Like most people I can never get enough of being lectured by a member of the government on how I could be a better parent. This week’s top tips came from Claire Perry who, as well as being an MP and former McKinsey-ite, is apparently the prime minister’s adviser on the commercialisation and sexualisation of childhood – or, to put it another way, the-things-ain’t-what-they-used-to-be tsar. But still, thank heavens for Claire. Too many ministers are not there for us when we take major child-rearing decisions. We’ve been waiting two months for Eric Pickles to tell us if the boy can have a new skateboard.
There were two main thrusts to Perry’s comments as she scanned the beastly world through her Cath Kidston spectacles. First, parents are “hovering” over their kids, orchestrating their activities, so they reach university unable to cope without mum. The second is that we are leaving them to surf the internet unaware of the pornographic “digital oblivion” that awaits. Sharp-eyed readers may spot the contradiction here. On the one hand, parents are fussing over their kids; on the other, they are not monitoring their computer usage. Being advised on parenting by a Conservative MP, it seems, is a bit like being lectured by your gran – that heady combination of “don’t fuss so, dear” and “they never had no internet in my day”.
Perry also favours being able to check on your kids’ text messages and emails. So making sure they do their homework properly – bad; spying on their private conversation with friends – good. Too bad we can’t fit the little blighters with GPS tracking chips, eh?
She added, with that air of condescension perfected by politicians when telling voters how to behave, that “good parenting isn’t just making sure they come top at maths”. Gee, thanks Claire. I’d assumed that once I got the spawn out ahead on trigonometry my work was done. Perhaps it is the management consultant in her – darling, you could be 16 per cent more productive with just a 4 per cent clawback of parental involvement. Remember, poppet, it’s outputs not inputs.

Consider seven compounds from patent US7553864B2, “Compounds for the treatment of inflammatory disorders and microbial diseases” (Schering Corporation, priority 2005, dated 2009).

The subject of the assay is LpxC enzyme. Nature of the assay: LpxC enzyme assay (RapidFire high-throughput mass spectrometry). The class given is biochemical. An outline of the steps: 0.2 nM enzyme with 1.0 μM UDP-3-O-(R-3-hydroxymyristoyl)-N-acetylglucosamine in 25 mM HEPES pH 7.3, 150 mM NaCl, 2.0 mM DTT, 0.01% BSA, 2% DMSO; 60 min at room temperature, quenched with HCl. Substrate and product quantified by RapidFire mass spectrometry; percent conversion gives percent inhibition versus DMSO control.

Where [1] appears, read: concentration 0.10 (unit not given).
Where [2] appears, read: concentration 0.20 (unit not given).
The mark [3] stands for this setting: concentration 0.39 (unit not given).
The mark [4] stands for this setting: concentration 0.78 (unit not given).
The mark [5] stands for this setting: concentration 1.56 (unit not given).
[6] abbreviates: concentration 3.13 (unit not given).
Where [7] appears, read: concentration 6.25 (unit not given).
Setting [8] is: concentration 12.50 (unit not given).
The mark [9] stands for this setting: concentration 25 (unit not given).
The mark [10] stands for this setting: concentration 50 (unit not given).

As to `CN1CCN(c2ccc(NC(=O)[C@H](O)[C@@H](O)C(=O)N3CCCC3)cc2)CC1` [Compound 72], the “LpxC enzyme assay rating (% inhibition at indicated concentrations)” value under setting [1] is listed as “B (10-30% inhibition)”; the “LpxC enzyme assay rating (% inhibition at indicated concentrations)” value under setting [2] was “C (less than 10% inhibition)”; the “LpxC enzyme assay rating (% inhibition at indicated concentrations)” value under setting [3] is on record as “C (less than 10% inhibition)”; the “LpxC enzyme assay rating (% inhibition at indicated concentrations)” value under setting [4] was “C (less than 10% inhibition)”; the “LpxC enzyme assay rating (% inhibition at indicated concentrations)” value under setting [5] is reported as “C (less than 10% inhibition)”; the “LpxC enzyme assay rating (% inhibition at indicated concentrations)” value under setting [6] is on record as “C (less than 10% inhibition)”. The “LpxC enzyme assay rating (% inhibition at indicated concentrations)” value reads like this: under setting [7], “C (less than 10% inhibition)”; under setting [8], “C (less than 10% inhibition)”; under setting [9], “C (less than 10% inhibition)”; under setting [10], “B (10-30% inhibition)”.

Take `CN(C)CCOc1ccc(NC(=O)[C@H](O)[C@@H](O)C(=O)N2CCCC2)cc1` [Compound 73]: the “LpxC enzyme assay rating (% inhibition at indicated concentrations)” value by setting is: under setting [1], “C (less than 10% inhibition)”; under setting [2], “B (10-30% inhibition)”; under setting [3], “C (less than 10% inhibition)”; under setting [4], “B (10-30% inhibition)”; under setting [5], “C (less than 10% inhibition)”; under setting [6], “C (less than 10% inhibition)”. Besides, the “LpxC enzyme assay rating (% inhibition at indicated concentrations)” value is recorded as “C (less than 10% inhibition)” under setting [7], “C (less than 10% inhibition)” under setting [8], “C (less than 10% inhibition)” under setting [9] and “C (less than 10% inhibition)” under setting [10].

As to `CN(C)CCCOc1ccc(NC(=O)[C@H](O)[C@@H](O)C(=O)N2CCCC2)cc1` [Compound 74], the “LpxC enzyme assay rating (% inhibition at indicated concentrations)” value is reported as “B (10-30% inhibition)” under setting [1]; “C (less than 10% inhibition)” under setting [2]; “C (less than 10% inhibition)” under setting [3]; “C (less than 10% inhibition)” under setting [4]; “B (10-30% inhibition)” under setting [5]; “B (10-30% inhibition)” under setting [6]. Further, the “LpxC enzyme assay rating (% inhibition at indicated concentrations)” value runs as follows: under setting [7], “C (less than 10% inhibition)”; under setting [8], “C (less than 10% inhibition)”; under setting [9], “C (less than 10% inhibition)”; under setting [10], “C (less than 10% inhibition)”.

Even trying to be fair to Perry, I struggle to believe the biggest issue in modern parenting is really the people who devote too much time to their children. We all know parents who fit that overprotective mould; I was raised in a Jewish household – you don’t have to explain active parenting to me. But surely the bigger problem is parents not having enough time for their kids beyond the day to day admin, either because they work or – in the worst cases – because they take too little interest. Life for most parents I know is less overbearing patriarch than 24-hour concierge.
In any case kids can cope with run-of-the-mill parental hassle. They know it is part of the process and assume we’ll grow out of it. What they won’t accept easily is unreasonable intrusion. So instead of lamenting the irreversible ills of the modern world and setting GCHQ on your offspring, it might be smarter to build the kind of trusting relationship in which you can influence their actions even as they become more independent.
The easy access to porn is worrying, and if Perry has some sensible measures to make it less easily accessible, we’ll all salute her. But again the challenge seems less about trying to hold back the tide of porn – teens will find it sooner or later – than ensuring that they understand that the extremities of the internet are not real life and not the sex of a respectful relationship.
The real “digital oblivion” is that the internet has removed boredom – and the imaginative creativity it fostered – from children’s lives. There is always something to do, a film to watch or game to play. They do not need to meet up with friends because they can play online. The spawn could spend a day in front of a computer screen if we let them. Fortunately, because we are the type of tiresome parents of whom Perry disapproves, we make them find other things to do.
And, yes, we make sure they are doing their homework because while Perry is right that good parenting isn’t just about coming top at maths, it wouldn’t be the worst outcome.